Trade

American Businesses Lose Market Share in China

JM Ashby
Written by JM Ashby

From Hollywood to General Motors, everyone wants a piece of the Chinese market because it's the largest consumer market in the world with a middle class population that is already larger (400 million) than the entire population of the United States (320 million), but Trump's trade war is jeopardizing the ability of American-owned companies to reach Chinese consumers.

About half of American companies surveyed by the US-China Business Council (USCBC) say they've lost market share in China because of Trump's tariffs and almost as many say they've lost business simply because working with American companies is now viewed as a liability.

Nearly half the U.S. firms surveyed reported having lost sales and market share, mainly as a result of tariffs imposed by both the United States and China. Many also cited concerns about their ability to compete in China, given advantages that Beijing offers to its domestic firms, and other licensing, investment and administrative barriers facing foreign firms.

U.S. companies say they are also losing sales because their Chinese customers increasingly view U.S. companies as unreliable business partners given the volatility of the bilateral commercial relationship, the survey showed.

Nearly 40% of those surveyed said they lost sales because of Chinese partners’ concerns about doing business with U.S. companies, a seven-fold increase over 2018.

“Over the short term, the trade war is indeed hurting American companies,” [USCBC President Craig Allen] said. “Losing market share is easy and gaining it back is very, very difficult. These costs are real and potentially they are long-term.

The problem for American companies is that Chinese businesses and consumers are fundamentally correct that working with American-owned companies at this point in time is a potential liability, at least for as long as Trump remains in office.

The same is or more or less true for Chinese businesses operating inside the United States, except Trump's trade war puts American businesses operating inside China at an even greater disadvantage because they already face competitive disadvantages in China. The United States is a relatively free market in comparison, although Trump's politically-motivated sanctions on Huawei show that we're not above the market practices we've historically called out other nations for.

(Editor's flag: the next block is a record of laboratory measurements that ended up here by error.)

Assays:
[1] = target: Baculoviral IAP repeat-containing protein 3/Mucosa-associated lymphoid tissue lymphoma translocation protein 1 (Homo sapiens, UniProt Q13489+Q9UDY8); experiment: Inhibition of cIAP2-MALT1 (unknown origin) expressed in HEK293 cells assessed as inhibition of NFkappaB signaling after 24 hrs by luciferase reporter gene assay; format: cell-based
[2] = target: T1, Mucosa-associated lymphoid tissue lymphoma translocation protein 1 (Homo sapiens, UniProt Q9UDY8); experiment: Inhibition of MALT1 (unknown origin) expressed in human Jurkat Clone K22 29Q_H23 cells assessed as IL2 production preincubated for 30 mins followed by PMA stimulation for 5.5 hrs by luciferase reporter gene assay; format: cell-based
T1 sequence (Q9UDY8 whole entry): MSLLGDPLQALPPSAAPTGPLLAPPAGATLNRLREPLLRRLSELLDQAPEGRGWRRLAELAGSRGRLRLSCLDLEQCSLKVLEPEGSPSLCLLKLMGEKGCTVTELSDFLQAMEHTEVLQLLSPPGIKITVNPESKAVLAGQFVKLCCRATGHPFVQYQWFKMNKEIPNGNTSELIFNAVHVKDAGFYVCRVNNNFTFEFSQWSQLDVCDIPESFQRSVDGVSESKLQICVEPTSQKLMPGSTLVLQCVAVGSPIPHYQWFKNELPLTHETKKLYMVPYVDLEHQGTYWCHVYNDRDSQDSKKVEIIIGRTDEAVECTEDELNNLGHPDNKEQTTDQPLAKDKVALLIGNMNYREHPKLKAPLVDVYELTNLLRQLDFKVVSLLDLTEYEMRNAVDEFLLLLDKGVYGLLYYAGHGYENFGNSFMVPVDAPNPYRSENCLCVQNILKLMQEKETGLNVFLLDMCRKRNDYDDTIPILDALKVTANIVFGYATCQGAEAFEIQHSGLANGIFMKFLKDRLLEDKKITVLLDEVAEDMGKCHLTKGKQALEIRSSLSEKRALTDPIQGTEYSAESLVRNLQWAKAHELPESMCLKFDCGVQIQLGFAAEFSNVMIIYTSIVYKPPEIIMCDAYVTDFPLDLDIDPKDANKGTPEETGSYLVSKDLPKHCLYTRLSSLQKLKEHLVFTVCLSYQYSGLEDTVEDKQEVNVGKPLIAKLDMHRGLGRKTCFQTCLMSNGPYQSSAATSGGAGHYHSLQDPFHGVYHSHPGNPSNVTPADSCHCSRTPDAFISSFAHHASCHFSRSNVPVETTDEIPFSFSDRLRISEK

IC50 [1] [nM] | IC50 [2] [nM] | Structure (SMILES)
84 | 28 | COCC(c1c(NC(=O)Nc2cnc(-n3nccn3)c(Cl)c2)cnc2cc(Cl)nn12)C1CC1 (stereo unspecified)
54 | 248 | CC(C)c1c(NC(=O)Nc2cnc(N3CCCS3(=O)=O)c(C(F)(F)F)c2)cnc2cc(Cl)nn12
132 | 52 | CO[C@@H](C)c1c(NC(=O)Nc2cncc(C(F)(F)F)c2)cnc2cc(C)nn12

Some might say the disadvantage American-owned businesses face in China is the reason Trump is waging a trade war in the first place, but that implies that Trump knows anything about anything. Moreover, his war is making matters worse, not better. That also doesn't necessarily comport with Trump's rhetoric on most days of the week.

  • muselet

    Donald Trump, Billings, Montana, May 26, 2016:

    “We’re going to win. We’re going to win so much. We’re going to win at trade, we’re going to win at the border. We’re going to win so much, you’re going to be so sick and tired of winning, you’re going to come to me and go ‘Please, please, we can’t win anymore.’ You’ve heard this one. You’ll say ‘Please, Mr. President, we beg you sir, we don’t want to win anymore. It’s too much. It’s not fair to everybody else.’” Trump said. “And I’m going to say ‘I’m sorry, but we’re going to keep winning, winning, winning, We’re going to make America great again.”

    At this point, I think we’re all sick and tired of Trump’s style of winning.

    –alopecia

    • I think he must have been using the royal “We”. Seems to me he’s the only one winning. He can manipulate the markets, pull in millions from his businesses, do anything he wants.

    • Putin is also winning. Bigly. Probably more than anyone.